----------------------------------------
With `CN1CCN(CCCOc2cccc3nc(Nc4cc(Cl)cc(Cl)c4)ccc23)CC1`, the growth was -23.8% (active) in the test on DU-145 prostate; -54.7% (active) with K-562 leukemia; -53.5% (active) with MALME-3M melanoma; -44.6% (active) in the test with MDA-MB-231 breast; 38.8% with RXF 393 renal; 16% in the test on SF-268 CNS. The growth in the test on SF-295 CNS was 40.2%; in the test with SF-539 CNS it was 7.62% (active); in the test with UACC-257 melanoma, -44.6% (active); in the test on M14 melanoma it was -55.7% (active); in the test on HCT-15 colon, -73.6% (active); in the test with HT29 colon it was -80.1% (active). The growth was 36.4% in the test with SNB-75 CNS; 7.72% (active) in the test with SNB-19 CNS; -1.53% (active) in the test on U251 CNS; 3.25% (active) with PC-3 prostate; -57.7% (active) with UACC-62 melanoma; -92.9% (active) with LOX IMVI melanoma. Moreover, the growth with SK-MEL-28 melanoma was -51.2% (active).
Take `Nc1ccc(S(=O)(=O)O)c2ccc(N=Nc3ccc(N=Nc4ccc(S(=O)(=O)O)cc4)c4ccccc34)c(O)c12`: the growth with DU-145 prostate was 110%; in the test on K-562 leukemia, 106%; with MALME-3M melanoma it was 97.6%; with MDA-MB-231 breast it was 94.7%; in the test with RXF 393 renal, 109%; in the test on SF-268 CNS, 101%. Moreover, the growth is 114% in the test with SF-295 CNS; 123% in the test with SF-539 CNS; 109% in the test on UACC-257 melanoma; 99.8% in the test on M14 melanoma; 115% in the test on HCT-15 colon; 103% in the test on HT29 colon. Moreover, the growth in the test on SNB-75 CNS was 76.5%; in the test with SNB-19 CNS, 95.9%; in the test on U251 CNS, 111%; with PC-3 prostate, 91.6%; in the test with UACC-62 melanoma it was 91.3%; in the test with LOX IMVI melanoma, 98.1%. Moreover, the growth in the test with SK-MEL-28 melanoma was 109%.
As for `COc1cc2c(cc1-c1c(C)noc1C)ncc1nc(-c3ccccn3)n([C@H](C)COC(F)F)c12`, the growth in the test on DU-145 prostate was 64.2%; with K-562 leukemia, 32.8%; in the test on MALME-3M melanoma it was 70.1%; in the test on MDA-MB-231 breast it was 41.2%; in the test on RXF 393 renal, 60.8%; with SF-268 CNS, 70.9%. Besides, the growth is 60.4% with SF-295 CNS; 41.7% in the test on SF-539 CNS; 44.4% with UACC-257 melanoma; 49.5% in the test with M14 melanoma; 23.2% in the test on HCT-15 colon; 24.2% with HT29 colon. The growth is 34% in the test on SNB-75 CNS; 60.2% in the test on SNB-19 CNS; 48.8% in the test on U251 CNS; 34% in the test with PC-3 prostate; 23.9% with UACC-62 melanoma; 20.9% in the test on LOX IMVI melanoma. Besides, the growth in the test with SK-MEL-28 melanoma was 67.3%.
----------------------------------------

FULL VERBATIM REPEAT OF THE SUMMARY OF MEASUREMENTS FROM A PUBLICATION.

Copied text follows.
With `CN1CCN(CCCOc2cccc3nc(Nc4cc(Cl)cc(Cl)c4)ccc23)CC1`, the growth was -23.8% (active) in the test on DU-145 prostate; -54.7% (active) with K-562 leukemia; -53.5% (active) with MALME-3M melanoma; -44.6% (active) in the test with MDA-MB-231 breast; 38.8% with RXF 393 renal; 16% in the test on SF-268 CNS. The growth in the test on SF-295 CNS was 40.2%; in the test with SF-539 CNS it was 7.62% (active); in the test with UACC-257 melanoma, -44.6% (active); in the test on M14 melanoma it was -55.7% (active); in the test on HCT-15 colon, -73.6% (active); in the test with HT29 colon it was -80.1% (active). The growth was 36.4% in the test with SNB-75 CNS; 7.72% (active) in the test with SNB-19 CNS; -1.53% (active) in the test on U251 CNS; 3.25% (active) with PC-3 prostate; -57.7% (active) with UACC-62 melanoma; -92.9% (active) with LOX IMVI melanoma. Moreover, the growth with SK-MEL-28 melanoma was -51.2% (active).
Take `Nc1ccc(S(=O)(=O)O)c2ccc(N=Nc3ccc(N=Nc4ccc(S(=O)(=O)O)cc4)c4ccccc34)c(O)c12`: the growth with DU-145 prostate was 110%; in the test on K-562 leukemia, 106%; with MALME-3M melanoma it was 97.6%; with MDA-MB-231 breast it was 94.7%; in the test with RXF 393 renal, 109%; in the test on SF-268 CNS, 101%. Moreover, the growth is 114% in the test with SF-295 CNS; 123% in the test with SF-539 CNS; 109% in the test on UACC-257 melanoma; 99.8% in the test on M14 melanoma; 115% in the test on HCT-15 colon; 103% in the test on HT29 colon. Moreover, the growth in the test on SNB-75 CNS was 76.5%; in the test with SNB-19 CNS, 95.9%; in the test on U251 CNS, 111%; with PC-3 prostate, 91.6%; in the test with UACC-62 melanoma it was 91.3%; in the test with LOX IMVI melanoma, 98.1%. Moreover, the growth in the test with SK-MEL-28 melanoma was 109%.
As for `COc1cc2c(cc1-c1c(C)noc1C)ncc1nc(-c3ccccn3)n([C@H](C)COC(F)F)c12`, the growth in the test on DU-145 prostate was 64.2%; with K-562 leukemia, 32.8%; in the test on MALME-3M melanoma it was 70.1%; in the test on MDA-MB-231 breast it was 41.2%; in the test on RXF 393 renal, 60.8%; with SF-268 CNS, 70.9%. Besides, the growth is 60.4% with SF-295 CNS; 41.7% in the test on SF-539 CNS; 44.4% with UACC-257 melanoma; 49.5% in the test with M14 melanoma; 23.2% in the test on HCT-15 colon; 24.2% with HT29 colon. The growth is 34% in the test on SNB-75 CNS; 60.2% in the test on SNB-19 CNS; 48.8% in the test on U251 CNS; 34% in the test with PC-3 prostate; 23.9% with UACC-62 melanoma; 20.9% in the test on LOX IMVI melanoma. Besides, the growth in the test with SK-MEL-28 melanoma was 67.3%.